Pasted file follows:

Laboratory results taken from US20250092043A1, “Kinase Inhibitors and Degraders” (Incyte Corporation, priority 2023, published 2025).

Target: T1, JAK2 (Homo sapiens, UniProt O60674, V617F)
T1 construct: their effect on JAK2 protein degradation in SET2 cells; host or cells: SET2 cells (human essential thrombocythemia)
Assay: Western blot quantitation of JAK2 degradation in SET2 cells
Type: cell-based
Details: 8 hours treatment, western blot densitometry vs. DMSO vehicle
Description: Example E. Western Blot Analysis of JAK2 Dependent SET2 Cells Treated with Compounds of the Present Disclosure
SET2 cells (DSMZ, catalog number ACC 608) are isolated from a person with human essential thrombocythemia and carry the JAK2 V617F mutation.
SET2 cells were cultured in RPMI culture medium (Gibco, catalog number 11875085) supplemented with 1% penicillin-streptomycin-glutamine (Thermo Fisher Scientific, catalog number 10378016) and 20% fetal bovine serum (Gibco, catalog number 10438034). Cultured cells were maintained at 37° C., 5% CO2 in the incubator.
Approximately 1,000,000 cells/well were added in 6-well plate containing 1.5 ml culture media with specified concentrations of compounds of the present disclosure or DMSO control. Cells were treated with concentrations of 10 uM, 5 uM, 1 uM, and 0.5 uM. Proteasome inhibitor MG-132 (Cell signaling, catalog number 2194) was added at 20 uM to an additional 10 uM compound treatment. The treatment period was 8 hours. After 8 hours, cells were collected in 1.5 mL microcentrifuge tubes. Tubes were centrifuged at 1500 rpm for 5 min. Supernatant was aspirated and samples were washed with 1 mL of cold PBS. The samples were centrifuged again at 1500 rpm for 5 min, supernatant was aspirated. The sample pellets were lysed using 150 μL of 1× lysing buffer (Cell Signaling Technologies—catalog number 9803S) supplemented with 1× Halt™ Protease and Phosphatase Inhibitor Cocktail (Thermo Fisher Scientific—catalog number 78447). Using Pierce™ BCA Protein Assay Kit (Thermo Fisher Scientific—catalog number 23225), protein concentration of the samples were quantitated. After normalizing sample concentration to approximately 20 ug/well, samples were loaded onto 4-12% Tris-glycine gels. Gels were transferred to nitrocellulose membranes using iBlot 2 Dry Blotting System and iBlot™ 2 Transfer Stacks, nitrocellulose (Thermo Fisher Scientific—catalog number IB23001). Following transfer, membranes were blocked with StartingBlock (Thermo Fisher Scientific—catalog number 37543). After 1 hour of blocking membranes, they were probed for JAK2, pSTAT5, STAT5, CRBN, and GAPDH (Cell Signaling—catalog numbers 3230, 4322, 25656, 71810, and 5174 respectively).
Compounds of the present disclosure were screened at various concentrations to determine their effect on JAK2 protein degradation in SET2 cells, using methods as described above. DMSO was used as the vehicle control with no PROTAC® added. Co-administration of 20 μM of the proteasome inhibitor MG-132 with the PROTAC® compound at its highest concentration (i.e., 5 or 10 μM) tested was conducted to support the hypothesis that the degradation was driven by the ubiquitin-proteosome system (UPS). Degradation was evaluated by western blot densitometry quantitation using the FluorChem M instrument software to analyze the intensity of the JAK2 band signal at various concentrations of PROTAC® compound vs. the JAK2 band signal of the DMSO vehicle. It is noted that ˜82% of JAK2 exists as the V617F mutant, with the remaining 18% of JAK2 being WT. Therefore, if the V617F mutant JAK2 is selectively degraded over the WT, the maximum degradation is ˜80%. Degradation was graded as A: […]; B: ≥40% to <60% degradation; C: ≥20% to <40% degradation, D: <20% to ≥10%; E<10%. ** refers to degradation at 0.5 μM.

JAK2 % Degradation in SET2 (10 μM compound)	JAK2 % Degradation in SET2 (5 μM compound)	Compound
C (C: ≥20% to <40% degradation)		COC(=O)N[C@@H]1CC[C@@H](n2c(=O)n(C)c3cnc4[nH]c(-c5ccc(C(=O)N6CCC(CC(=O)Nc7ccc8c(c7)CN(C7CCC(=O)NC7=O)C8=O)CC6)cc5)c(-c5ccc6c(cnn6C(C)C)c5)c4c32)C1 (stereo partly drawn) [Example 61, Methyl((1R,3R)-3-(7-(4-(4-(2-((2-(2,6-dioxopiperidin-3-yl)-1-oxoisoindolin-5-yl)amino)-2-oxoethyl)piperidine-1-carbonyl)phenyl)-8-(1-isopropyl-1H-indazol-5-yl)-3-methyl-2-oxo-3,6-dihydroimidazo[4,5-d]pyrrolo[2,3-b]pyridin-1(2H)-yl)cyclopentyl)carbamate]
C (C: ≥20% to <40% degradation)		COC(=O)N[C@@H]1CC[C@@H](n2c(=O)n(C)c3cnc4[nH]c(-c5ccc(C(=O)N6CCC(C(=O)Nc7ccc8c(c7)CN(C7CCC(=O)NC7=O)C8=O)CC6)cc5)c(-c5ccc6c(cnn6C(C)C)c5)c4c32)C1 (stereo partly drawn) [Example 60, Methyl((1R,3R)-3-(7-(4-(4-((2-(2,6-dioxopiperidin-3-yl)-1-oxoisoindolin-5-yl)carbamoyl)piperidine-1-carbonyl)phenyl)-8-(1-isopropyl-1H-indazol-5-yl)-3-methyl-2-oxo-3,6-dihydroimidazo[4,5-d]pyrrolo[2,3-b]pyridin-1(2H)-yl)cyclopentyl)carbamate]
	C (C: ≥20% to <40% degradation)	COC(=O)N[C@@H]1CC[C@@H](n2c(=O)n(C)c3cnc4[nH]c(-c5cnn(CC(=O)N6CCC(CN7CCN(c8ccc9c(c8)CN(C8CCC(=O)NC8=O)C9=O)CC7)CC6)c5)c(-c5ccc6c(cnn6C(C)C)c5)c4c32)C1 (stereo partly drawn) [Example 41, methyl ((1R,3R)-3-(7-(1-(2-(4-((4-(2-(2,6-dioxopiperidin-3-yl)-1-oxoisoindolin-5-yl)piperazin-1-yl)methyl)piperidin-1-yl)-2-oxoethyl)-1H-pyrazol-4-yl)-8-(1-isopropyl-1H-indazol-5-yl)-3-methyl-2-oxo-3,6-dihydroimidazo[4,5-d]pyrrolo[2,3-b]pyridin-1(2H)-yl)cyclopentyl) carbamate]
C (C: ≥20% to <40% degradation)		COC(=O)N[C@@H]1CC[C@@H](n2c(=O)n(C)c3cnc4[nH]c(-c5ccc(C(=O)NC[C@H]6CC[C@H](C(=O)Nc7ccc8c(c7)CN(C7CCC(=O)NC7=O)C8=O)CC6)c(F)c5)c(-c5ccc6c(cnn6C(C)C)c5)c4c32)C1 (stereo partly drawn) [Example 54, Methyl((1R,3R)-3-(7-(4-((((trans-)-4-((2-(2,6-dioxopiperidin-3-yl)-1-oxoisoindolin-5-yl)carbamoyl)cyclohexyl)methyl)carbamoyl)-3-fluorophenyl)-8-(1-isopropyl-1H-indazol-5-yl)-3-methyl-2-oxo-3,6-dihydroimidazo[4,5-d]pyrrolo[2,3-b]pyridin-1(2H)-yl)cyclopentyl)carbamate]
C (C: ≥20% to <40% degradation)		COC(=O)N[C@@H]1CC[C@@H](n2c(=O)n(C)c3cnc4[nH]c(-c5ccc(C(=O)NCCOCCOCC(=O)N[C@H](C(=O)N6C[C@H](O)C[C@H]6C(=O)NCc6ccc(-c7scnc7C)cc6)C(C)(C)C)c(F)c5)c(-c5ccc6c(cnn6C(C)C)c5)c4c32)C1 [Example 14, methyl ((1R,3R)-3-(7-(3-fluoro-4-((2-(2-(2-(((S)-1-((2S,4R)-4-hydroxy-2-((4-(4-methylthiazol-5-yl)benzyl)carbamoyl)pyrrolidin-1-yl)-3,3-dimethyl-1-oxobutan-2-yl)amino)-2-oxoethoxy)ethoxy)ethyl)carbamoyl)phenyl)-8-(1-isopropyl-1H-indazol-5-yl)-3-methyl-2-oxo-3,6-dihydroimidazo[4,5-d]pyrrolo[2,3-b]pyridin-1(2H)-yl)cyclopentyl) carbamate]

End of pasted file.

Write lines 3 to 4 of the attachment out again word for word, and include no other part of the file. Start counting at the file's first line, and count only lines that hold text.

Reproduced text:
T1 construct: their effect on JAK2 protein degradation in SET2 cells; host or cells: SET2 cells (human essential thrombocythemia)
Assay: Western blot quantitation of JAK2 degradation in SET2 cells